State senator pushes for juvenile sentencing bill | KOB 4

State senator pushes for juvenile sentencing bill

Marian Camacho and Kai Porter
February 05, 2018 06:57 PM

SANTA FE, N.M. – State lawmakers are taking up a bill that would change the way the state punishes children and teenagers for violent crimes.


Right now, if a minor commits a violent crime and is sentenced as a juvenile, they are sent to a detention facility and are released when they are 21. Sen. Gregory A. Baca, R-Belen, is sponsoring Senate Bill 243. It would give a Children’s Court judge a third option -- a juvenile sanction with an adult criminal sentence. 

“It increases public safety," Baca said. "We're not letting people out that maybe shouldn't be let out”

Baca introduced the bill because of the Nehemiah Griego case. The 20-year-old who shot and killed five family members five years ago is set to be released when he turns 21 in March, but prosecutors are appealing to keep him in custody.

"That case has been shocking. It shocks the conscience," Baca said. "Five murders, less than four years in a juvenile facility, it's not even one murder per year. And from all accounts, we don't know that he's been effectively treated and is safe to let out."

Under the bill, the court would have the authority to look at certain cases and determine whether an individual is indeed rehabilitated. If the court feels the individual poses a danger to the community, then the bill would allow for a sentence in an adult prison after that.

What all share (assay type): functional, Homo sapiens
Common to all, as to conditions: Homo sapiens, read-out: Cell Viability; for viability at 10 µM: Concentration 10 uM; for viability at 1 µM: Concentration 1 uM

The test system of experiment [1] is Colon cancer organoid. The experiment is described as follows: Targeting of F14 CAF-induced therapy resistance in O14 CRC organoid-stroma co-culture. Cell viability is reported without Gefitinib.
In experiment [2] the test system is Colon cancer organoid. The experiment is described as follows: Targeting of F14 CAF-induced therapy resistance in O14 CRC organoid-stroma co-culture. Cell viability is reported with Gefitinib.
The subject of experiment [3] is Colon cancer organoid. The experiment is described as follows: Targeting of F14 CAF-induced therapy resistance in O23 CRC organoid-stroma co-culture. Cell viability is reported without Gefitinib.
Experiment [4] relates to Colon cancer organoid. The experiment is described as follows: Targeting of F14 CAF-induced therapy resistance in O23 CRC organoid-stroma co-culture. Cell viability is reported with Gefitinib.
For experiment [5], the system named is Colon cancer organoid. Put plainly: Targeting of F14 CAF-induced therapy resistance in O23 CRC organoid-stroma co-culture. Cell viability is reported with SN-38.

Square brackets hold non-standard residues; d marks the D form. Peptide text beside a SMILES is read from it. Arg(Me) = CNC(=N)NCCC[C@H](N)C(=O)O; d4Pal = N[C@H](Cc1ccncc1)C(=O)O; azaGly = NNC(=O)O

Baca believes juveniles could be more willing to participate in treatment if they know they won't automatically be released when they turn 21 and could be given a prison sentence.

"If you sentence someone and they're going to get out at 21 period, what does that say?" Baca asked. "It says, 'I can participate in treatment or I don't have to.' The consequence is identical, so really that's what it's really getting at and that's what we want. We want people that are ready to go back and be integrated into society."

Baca said 13 other states already have a similar law on the books. The bill is waiting to be heard in its first Senate committee.


Marian Camacho and Kai Porter

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